Eat Your Weeties

‘Hello Toby, I’m Howard.’

‘Hi. I’m Toby’. A laugh: ‘I guess you knew that…’

Doctor and patient shake hands. The doctor takes in the young man with the ready self-laugh. Tall, thin, Ned Kelly beard. Laughing eyes, a vital face and something serious, a gravity lurking between the smiles.

‘I’ve got a Toby’, says the doctor, ‘Every family needs one. And one might be just about the limit – to judge by mine.’

The smiling eyes crinkle: ‘Well my family had two of us, in a manner of speaking. I got my name from my grandfather. That wasn’t his true name but everyone called him Toby on account of the mobile he had above his bed when he was small. He loved Weeties you see…’

The doctor doesn’t see.

‘My Grandpa loved the breakfast cereal so much they hung a mobile made from Uncle Toby’s* Weeties packets over his bed; and everyone always called him Toby. They named me after him. Or at least in memory of him.’

The Ned Kelly beard rises and falls, dances with Toby’s face, mobile, in the telling of his story.

The doctor: ‘Nice beard Toby.’

‘Glad you like it, Doctor, but today’s it’s last day. Tomorrow I shave it off – to raise money – for cancer. And that’s really why I’ve come: I need you to check my wound.’

The man pulls up his shirt, exposing a circle of blood in the centre of a depression just to the right and below his belly button. The doctor indicates the couch. Toby lies down as he explains: ‘They’ve just closed off my colostomy, about six weeks ago. They said I wouldn’t need dressings after six weeks, but I should have the GP check on it. What do you think?’

The doctor thinks it looks like a fresh bullet wound, this dimpled circle of bright dried blood. He has a gentle poke around Toby’s belly: nothing inflamed, healing progressing well…so far as the doctor can tell. He doesn’t deal often with colostomies freshly closed. He looks up, his face a question.

‘Eleven month ago I had rectal cancer. They took out the lower bowel and I passed waste through that hole in my belly.’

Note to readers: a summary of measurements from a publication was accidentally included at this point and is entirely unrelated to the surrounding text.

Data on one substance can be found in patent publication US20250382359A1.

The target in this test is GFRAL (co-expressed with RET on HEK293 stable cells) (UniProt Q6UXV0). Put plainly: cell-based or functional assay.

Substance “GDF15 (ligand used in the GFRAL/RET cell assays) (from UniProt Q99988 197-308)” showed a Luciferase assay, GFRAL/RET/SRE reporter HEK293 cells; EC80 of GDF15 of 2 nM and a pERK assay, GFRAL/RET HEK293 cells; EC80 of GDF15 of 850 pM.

‘And now you have the standard plumbing, you use the opening at the back and it all works again?’

‘Like a champion, Doctor.’

‘How does a man of…’ the doctor checks Toby’s date of birth, does some sums: ’How does a twenty-five year old get cancer of the rectum?’

‘Eating bacon… so they reckon.’ A smile as Toby, standing again now, looks down at the doctor’s yarmulka: ‘You’d be pretty safe, Doc.’

‘What was the treatment, Toby? How was it?’

‘Chemo. Radiation.’ A grin. ‘The first chemo wasn’t too bad. Later it was rugged. They’d run it in through a drip over a week.’

The doctor pictures a man of twenty-five enduring that protracted chemical poisoning. For himself he’s always believed he’d accept death rather than the vomiting, the weekly cycles of wretchedness, the titration of benefit – the death of cancer cells – against the loss of weight, the loss of immunity, the vomiting, the vomiting, the vomiting. But as he looks at Toby he sees vitality, faith in living. He sees a man who’d embrace suffering and try to chase death away. The man would believe he’d be cured, like all of them.

‘And it worked. You’re cured?’

‘That’s what they reckon.’ Toby’s whiskers cannot hide his triumph, his delight.

Deeply the doctor too feels delight. And relief, like a cloud lifting, the cloud of many defeats.

‘Will you be able to have children, Toby? After the radiation.’

‘We’ll see. Every chance I will. Might make a new Toby.’

‘Anyway, Doc, the beard goes tomorrow. For charity. I don’t want to boast but I’ve raised seven thousand dollars in less than a week.’

The doctor has an idea, a question: ‘Toby, I write a blog. Would you like me to write your story? And publish it on the net?’